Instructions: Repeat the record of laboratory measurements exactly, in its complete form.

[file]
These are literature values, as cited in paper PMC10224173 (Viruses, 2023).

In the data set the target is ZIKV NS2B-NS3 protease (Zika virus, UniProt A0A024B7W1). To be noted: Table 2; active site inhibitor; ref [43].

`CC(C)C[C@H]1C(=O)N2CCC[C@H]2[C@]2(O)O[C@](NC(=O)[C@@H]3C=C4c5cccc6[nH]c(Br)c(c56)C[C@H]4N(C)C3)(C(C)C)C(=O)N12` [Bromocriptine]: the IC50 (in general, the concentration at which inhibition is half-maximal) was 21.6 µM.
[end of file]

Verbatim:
These are literature values, as cited in paper PMC10224173 (Viruses, 2023).

In the data set the target is ZIKV NS2B-NS3 protease (Zika virus, UniProt A0A024B7W1). To be noted: Table 2; active site inhibitor; ref [43].

`CC(C)C[C@H]1C(=O)N2CCC[C@H]2[C@]2(O)O[C@](NC(=O)[C@@H]3C=C4c5cccc6[nH]c(Br)c(c56)C[C@H]4N(C)C3)(C(C)C)C(=O)N12` [Bromocriptine]: the IC50 (in general, the concentration at which inhibition is half-maximal) was 21.6 µM.